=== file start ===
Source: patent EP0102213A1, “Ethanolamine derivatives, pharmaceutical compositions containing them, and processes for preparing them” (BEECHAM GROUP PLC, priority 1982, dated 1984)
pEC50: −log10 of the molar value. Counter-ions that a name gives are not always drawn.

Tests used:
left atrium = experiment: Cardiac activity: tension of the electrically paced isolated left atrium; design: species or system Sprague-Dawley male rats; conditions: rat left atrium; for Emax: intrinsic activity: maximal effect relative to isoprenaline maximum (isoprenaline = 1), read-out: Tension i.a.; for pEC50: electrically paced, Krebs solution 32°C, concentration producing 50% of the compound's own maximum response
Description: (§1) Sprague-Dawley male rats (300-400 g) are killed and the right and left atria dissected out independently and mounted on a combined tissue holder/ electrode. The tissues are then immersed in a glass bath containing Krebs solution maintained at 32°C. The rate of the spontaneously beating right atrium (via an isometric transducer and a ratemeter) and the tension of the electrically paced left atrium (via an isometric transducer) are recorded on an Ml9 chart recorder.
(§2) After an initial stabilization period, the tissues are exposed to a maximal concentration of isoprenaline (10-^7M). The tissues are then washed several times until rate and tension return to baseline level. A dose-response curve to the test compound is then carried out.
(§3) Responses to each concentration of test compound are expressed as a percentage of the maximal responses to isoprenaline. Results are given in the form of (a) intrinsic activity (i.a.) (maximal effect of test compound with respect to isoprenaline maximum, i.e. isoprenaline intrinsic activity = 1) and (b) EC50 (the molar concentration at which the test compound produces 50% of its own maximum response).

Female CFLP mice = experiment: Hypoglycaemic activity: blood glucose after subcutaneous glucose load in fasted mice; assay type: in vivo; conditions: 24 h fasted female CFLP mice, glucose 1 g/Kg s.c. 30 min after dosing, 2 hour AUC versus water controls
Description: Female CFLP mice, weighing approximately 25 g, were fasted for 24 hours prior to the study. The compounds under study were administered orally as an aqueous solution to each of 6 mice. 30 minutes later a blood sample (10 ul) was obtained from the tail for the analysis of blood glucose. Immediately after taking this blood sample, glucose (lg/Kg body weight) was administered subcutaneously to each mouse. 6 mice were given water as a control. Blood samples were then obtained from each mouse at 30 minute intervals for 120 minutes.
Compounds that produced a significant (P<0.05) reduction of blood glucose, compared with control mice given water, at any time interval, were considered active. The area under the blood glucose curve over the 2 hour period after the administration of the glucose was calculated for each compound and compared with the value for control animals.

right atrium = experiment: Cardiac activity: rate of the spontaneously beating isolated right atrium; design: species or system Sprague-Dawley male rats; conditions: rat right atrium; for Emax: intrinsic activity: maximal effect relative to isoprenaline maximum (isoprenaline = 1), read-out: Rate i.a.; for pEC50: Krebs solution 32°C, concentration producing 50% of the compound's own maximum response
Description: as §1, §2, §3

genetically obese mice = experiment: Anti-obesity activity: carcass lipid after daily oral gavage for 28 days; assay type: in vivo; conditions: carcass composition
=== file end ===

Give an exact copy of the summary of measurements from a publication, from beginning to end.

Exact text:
Source: patent EP0102213A1, “Ethanolamine derivatives, pharmaceutical compositions containing them, and processes for preparing them” (BEECHAM GROUP PLC, priority 1982, dated 1984)
pEC50: −log10 of the molar value. Counter-ions that a name gives are not always drawn.

Tests used:
left atrium = experiment: Cardiac activity: tension of the electrically paced isolated left atrium; design: species or system Sprague-Dawley male rats; conditions: rat left atrium; for Emax: intrinsic activity: maximal effect relative to isoprenaline maximum (isoprenaline = 1), read-out: Tension i.a.; for pEC50: electrically paced, Krebs solution 32°C, concentration producing 50% of the compound's own maximum response
Description: (§1) Sprague-Dawley male rats (300-400 g) are killed and the right and left atria dissected out independently and mounted on a combined tissue holder/ electrode. The tissues are then immersed in a glass bath containing Krebs solution maintained at 32°C. The rate of the spontaneously beating right atrium (via an isometric transducer and a ratemeter) and the tension of the electrically paced left atrium (via an isometric transducer) are recorded on an Ml9 chart recorder.
(§2) After an initial stabilization period, the tissues are exposed to a maximal concentration of isoprenaline (10-^7M). The tissues are then washed several times until rate and tension return to baseline level. A dose-response curve to the test compound is then carried out.
(§3) Responses to each concentration of test compound are expressed as a percentage of the maximal responses to isoprenaline. Results are given in the form of (a) intrinsic activity (i.a.) (maximal effect of test compound with respect to isoprenaline maximum, i.e. isoprenaline intrinsic activity = 1) and (b) EC50 (the molar concentration at which the test compound produces 50% of its own maximum response).

Female CFLP mice = experiment: Hypoglycaemic activity: blood glucose after subcutaneous glucose load in fasted mice; assay type: in vivo; conditions: 24 h fasted female CFLP mice, glucose 1 g/Kg s.c. 30 min after dosing, 2 hour AUC versus water controls
Description: Female CFLP mice, weighing approximately 25 g, were fasted for 24 hours prior to the study. The compounds under study were administered orally as an aqueous solution to each of 6 mice. 30 minutes later a blood sample (10 ul) was obtained from the tail for the analysis of blood glucose. Immediately after taking this blood sample, glucose (lg/Kg body weight) was administered subcutaneously to each mouse. 6 mice were given water as a control. Blood samples were then obtained from each mouse at 30 minute intervals for 120 minutes.
Compounds that produced a significant (P<0.05) reduction of blood glucose, compared with control mice given water, at any time interval, were considered active. The area under the blood glucose curve over the 2 hour period after the administration of the glucose was calculated for each compound and compared with the value for control animals.

right atrium = experiment: Cardiac activity: rate of the spontaneously beating isolated right atrium; design: species or system Sprague-Dawley male rats; conditions: rat right atrium; for Emax: intrinsic activity: maximal effect relative to isoprenaline maximum (isoprenaline = 1), read-out: Rate i.a.; for pEC50: Krebs solution 32°C, concentration producing 50% of the compound's own maximum response
Description: as §1, §2, §3

genetically obese mice = experiment: Anti-obesity activity: carcass lipid after daily oral gavage for 28 days; assay type: in vivo; conditions: carcass composition